Research Highlights

Rethinking Lewy body dementia

Published online 6 April 2022

A characteristic brain protein in Lewy body dementia could turn out to be defence mechanism against the disease.

Bianca Nogrady

Lewy body disease, or dementia with Lewy bodies, is characterised by a brain build-up of a particular form of the protein alpha-synuclein, forming clumps called aggregates. These aggregates are mostly made up of the phosphorylated form of alpha-synuclein, in which a single amino acid – serine 129 – is altered by the addition of a phosphoryl group. However, the biological role that phosphorylated alpha-synuclein plays in Lewy body disease had not been clear.

Now, Omar El-Agnaf, from Hamad Bin Khalifa University in Qatar, and an international team of researchers, including from United Arab Emirates University, have used cell cultures, animal models and post-mortem brain tissue from people with Lewy body disease to reveal when and how these protein aggregates form.

Using antibodies that bind to either the phosphorylated or non-phosphorylated (wild-type) forms of alpha-synuclein, researchers were able to show that the phosphorylated form of the protein actually appears a few weeks after the protein aggregates have begun to form in the brain. This challenges the idea that the phosphorylated form of the protein is the cause of aggregate formation.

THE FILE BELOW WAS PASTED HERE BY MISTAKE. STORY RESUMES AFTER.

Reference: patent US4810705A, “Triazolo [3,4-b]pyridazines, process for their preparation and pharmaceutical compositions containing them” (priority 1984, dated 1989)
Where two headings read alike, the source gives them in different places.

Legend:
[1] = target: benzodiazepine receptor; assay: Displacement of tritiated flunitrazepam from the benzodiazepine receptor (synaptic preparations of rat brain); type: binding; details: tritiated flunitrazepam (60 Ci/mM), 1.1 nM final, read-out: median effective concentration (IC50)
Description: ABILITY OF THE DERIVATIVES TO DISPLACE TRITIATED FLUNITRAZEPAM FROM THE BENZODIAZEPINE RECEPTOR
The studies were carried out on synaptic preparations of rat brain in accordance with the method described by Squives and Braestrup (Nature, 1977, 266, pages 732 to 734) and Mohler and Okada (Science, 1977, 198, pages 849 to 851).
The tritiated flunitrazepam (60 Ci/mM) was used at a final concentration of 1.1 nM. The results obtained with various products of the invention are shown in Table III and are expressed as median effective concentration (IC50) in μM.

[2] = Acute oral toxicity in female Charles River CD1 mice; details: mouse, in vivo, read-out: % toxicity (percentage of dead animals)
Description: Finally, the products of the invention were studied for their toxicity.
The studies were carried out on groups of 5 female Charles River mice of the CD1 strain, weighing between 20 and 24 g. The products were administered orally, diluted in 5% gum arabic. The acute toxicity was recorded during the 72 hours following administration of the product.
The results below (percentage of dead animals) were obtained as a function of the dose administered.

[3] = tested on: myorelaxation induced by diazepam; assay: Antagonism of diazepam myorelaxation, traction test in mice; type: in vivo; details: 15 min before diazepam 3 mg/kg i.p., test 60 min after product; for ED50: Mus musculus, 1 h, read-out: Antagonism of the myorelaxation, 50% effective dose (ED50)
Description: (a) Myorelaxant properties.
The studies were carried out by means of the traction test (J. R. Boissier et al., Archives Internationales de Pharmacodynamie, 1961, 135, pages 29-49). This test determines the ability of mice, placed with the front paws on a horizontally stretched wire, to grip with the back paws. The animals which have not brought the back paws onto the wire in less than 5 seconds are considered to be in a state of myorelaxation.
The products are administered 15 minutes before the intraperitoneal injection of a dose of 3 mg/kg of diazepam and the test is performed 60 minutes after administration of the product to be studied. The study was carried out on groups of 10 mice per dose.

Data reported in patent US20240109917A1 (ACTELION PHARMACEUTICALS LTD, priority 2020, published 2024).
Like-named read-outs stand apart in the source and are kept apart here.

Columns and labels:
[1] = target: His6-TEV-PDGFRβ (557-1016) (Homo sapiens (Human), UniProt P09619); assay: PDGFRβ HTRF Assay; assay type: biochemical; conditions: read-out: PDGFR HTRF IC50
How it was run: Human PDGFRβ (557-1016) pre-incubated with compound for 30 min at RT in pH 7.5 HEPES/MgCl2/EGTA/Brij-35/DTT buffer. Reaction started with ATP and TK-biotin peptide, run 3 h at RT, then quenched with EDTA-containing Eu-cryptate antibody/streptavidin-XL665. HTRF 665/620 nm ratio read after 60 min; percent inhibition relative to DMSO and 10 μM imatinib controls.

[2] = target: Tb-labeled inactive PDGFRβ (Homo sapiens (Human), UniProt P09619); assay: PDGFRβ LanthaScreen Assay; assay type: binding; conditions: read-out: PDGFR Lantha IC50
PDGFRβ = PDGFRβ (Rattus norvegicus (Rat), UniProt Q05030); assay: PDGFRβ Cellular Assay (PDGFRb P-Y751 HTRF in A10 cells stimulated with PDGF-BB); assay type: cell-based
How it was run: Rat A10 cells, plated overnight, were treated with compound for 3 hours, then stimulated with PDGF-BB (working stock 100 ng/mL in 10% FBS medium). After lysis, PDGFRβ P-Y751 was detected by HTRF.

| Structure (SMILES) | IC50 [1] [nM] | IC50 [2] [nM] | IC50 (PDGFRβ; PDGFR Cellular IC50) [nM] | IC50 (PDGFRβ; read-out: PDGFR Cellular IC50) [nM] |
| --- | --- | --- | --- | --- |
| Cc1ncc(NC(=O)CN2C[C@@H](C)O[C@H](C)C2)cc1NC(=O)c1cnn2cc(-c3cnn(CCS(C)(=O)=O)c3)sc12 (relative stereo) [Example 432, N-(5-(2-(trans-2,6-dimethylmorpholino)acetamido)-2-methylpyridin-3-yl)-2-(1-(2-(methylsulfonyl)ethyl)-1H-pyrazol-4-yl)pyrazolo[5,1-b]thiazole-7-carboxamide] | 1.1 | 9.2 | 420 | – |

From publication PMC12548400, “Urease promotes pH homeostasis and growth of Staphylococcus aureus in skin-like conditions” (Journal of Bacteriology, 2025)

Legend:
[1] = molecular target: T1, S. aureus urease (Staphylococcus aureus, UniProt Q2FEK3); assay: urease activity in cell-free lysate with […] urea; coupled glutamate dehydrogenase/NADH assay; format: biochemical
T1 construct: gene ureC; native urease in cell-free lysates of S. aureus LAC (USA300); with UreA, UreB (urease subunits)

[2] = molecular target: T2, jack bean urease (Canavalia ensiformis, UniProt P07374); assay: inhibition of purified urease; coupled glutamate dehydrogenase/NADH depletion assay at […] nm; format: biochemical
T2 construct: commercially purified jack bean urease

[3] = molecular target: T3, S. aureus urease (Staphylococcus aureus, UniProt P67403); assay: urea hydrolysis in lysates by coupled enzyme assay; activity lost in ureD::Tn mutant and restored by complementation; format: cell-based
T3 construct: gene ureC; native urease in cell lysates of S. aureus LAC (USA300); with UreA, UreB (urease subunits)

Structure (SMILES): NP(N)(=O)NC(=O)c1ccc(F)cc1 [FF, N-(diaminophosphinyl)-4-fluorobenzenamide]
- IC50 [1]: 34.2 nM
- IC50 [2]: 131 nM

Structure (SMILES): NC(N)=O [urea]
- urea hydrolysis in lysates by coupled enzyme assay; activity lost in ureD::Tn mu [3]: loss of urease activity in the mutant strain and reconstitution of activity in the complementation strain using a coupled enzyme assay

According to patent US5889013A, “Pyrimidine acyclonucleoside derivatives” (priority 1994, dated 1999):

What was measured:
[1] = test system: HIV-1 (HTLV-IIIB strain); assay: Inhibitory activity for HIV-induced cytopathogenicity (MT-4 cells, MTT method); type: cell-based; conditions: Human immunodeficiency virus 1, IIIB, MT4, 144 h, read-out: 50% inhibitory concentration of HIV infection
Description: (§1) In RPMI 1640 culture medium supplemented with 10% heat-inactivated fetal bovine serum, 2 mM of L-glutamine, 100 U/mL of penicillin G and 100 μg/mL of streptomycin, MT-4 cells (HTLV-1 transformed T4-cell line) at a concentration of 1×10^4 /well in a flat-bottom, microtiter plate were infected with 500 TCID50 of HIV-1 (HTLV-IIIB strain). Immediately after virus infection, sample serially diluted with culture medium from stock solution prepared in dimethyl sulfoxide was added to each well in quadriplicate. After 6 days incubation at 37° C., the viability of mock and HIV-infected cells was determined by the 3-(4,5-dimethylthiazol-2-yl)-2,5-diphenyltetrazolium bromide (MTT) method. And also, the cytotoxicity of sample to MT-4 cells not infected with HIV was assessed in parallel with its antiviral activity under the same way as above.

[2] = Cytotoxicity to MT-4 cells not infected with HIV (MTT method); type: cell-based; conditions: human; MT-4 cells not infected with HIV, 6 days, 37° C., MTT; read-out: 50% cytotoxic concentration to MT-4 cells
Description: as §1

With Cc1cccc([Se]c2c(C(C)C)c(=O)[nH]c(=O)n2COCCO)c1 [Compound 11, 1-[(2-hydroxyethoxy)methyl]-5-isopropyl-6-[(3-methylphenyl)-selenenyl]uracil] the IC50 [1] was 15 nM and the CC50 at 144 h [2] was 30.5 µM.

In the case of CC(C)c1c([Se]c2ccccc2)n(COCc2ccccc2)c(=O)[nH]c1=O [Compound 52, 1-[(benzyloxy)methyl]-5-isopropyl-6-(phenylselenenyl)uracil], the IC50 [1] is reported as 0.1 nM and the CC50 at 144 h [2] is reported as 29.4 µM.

“We are missing an early stage of the disease if it starts before the phosphorylation,” El-Agnaf says. 

The research team also looked at how well the protein aggregates formed in a test tube when the environment was rich in either the phosphorylated form or the wild-type form of the protein. This revealed that the aggregates formed much more successfully among the wild-type non-phosphorylated form than they did with the phosphorylated form. This raised the possibility that the phosphorylated form of protein might actually be working to inhibit the formation of aggregates, and could even have a protective effect in the brain.

The findings have implications for understanding and diagnosing the disease, and developing treatments for it. Currently, the phosphorylated form of alpha-synuclein is used as a biomarker for Lewy body disease, but El-Agnaf says the findings cast doubt on its value as an early marker of disease.

It could also change therapeutic targets for the disease. “If we want a target, especially at the early stage of the disease, we should target the non-phosphorylated form of the protein… as that may be the pathogenic toxic species,” says El-Agnaf.


Ghanem, S. et al. α-Synuclein phosphorylation at serine 129 occurs after initial protein deposition and inhibits seeded fibril formation and toxicity. PNAS 119, e2109617119 (2022).